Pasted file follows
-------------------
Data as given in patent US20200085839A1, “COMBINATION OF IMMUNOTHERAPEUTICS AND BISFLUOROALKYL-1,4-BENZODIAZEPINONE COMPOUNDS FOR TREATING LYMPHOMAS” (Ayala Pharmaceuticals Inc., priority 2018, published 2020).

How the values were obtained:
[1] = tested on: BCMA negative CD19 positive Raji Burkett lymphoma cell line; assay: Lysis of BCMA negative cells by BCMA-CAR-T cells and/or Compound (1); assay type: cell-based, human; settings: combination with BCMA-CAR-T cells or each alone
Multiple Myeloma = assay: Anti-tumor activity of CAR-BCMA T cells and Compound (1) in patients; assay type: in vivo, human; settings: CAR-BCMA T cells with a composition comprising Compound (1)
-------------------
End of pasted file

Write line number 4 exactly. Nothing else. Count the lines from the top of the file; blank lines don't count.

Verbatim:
Multiple Myeloma = assay: Anti-tumor activity of CAR-BCMA T cells and Compound (1) in patients; assay type: in vivo, human; settings: CAR-BCMA T cells with a composition comprising Compound (1)